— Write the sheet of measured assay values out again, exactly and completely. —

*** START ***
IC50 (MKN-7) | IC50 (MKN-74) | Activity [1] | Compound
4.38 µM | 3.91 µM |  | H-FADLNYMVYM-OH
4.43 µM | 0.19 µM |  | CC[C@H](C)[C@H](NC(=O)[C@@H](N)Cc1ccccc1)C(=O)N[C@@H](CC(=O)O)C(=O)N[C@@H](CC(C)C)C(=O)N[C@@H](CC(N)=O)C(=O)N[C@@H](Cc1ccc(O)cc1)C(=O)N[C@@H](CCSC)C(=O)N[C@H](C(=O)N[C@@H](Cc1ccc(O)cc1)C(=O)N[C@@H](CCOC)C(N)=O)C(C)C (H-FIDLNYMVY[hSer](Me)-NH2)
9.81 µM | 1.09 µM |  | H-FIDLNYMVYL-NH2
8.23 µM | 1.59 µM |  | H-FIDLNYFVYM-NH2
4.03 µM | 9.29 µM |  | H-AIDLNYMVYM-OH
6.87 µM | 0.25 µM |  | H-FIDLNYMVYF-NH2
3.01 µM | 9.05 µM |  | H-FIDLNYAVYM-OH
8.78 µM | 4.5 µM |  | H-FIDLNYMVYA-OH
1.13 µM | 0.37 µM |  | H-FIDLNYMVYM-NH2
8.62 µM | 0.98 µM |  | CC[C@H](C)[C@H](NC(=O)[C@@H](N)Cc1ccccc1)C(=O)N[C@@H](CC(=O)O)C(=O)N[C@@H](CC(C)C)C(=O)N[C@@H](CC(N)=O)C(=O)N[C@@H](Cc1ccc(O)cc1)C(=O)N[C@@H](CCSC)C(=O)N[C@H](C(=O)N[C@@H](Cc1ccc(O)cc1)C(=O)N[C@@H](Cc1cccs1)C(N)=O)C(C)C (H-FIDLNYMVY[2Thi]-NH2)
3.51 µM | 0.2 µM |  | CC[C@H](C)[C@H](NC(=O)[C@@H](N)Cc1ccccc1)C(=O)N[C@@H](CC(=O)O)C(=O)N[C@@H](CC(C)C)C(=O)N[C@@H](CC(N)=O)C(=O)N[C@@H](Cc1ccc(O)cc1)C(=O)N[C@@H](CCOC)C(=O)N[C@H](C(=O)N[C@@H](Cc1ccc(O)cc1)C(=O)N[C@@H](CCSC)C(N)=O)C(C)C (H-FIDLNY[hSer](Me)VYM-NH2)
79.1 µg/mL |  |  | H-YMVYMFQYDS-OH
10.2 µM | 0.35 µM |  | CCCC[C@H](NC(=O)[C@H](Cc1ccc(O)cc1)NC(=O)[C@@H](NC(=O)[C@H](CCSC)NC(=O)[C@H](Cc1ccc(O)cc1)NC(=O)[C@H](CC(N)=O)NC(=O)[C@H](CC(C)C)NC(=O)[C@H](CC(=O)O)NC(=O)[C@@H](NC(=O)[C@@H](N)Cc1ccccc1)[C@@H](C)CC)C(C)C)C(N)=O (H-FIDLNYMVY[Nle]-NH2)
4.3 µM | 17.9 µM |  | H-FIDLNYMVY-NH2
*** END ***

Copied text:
IC50 (MKN-7) | IC50 (MKN-74) | Activity [1] | Compound
4.38 µM | 3.91 µM |  | H-FADLNYMVYM-OH
4.43 µM | 0.19 µM |  | CC[C@H](C)[C@H](NC(=O)[C@@H](N)Cc1ccccc1)C(=O)N[C@@H](CC(=O)O)C(=O)N[C@@H](CC(C)C)C(=O)N[C@@H](CC(N)=O)C(=O)N[C@@H](Cc1ccc(O)cc1)C(=O)N[C@@H](CCSC)C(=O)N[C@H](C(=O)N[C@@H](Cc1ccc(O)cc1)C(=O)N[C@@H](CCOC)C(N)=O)C(C)C (H-FIDLNYMVY[hSer](Me)-NH2)
9.81 µM | 1.09 µM |  | H-FIDLNYMVYL-NH2
8.23 µM | 1.59 µM |  | H-FIDLNYFVYM-NH2
4.03 µM | 9.29 µM |  | H-AIDLNYMVYM-OH
6.87 µM | 0.25 µM |  | H-FIDLNYMVYF-NH2
3.01 µM | 9.05 µM |  | H-FIDLNYAVYM-OH
8.78 µM | 4.5 µM |  | H-FIDLNYMVYA-OH
1.13 µM | 0.37 µM |  | H-FIDLNYMVYM-NH2
8.62 µM | 0.98 µM |  | CC[C@H](C)[C@H](NC(=O)[C@@H](N)Cc1ccccc1)C(=O)N[C@@H](CC(=O)O)C(=O)N[C@@H](CC(C)C)C(=O)N[C@@H](CC(N)=O)C(=O)N[C@@H](Cc1ccc(O)cc1)C(=O)N[C@@H](CCSC)C(=O)N[C@H](C(=O)N[C@@H](Cc1ccc(O)cc1)C(=O)N[C@@H](Cc1cccs1)C(N)=O)C(C)C (H-FIDLNYMVY[2Thi]-NH2)
3.51 µM | 0.2 µM |  | CC[C@H](C)[C@H](NC(=O)[C@@H](N)Cc1ccccc1)C(=O)N[C@@H](CC(=O)O)C(=O)N[C@@H](CC(C)C)C(=O)N[C@@H](CC(N)=O)C(=O)N[C@@H](Cc1ccc(O)cc1)C(=O)N[C@@H](CCOC)C(=O)N[C@H](C(=O)N[C@@H](Cc1ccc(O)cc1)C(=O)N[C@@H](CCSC)C(N)=O)C(C)C (H-FIDLNY[hSer](Me)VYM-NH2)
79.1 µg/mL |  |  | H-YMVYMFQYDS-OH
10.2 µM | 0.35 µM |  | CCCC[C@H](NC(=O)[C@H](Cc1ccc(O)cc1)NC(=O)[C@@H](NC(=O)[C@H](CCSC)NC(=O)[C@H](Cc1ccc(O)cc1)NC(=O)[C@H](CC(N)=O)NC(=O)[C@H](CC(C)C)NC(=O)[C@H](CC(=O)O)NC(=O)[C@@H](NC(=O)[C@@H](N)Cc1ccccc1)[C@@H](C)CC)C(C)C)C(N)=O (H-FIDLNYMVY[Nle]-NH2)
4.3 µM | 17.9 µM |  | H-FIDLNYMVY-NH2